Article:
Scare Tactics or Harsh Reality? Proposed LAFD Budget Cuts Sparking Ire
How can the Los Angeles Fire Department spend less without compromising the invaluable services they provide to residents? Budget cuts to the department as proposed by Mayor Antonio Villaraigosa call for the permanent closure of 30 fire trucks and paramedic units and the elimination of 300 firefighters, according to KPCC. However, the plan is being met with resistance, including from the firefighters' union, whose president says the cuts will lead to "unnecessary deaths."
Residents who live in regions that still bear the scars of recent massive fires fear that cutting even just one engine from their local station would impact the response time when their area is struck with a blaze. Already the LAFD is looking at ways to use fewer resources in response to some calls in order to help downsizing, including going down to a single engine.
Fewer engines means response time to emergencies could be slowed, and critics of the deep budget cuts and the proposed shrinkage believe that could prove to be deadly. "Those delayed responses will lead to unnecessary deaths," firefighters union president Pat McOsker said. In response, Villaraigosa says McOsker is using "scare tactics" to address the matter.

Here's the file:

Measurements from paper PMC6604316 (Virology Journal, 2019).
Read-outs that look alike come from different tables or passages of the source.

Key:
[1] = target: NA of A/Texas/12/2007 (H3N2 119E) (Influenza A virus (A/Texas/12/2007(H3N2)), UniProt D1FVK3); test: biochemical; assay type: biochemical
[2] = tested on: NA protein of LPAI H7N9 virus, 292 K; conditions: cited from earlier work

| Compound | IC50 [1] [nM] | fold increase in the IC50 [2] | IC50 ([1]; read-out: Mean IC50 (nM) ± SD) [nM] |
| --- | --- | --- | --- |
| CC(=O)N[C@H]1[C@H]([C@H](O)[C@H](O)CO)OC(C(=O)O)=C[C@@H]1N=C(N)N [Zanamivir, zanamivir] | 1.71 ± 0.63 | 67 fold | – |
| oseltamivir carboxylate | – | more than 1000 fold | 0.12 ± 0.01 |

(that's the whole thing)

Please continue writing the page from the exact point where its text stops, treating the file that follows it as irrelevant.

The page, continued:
Others, including City Councilman Greig Smith, who sits on the budget committee, and Fire Captain Jaime Moore acknowledge that response time has been, and will be, affected because of budget cuts, but that so far that has not had dire consequences. However, among the City Council, while a few are pointing out concerns, "none have offered alternative cuts [to the LAFD] to help remedy a city budget deep in the red."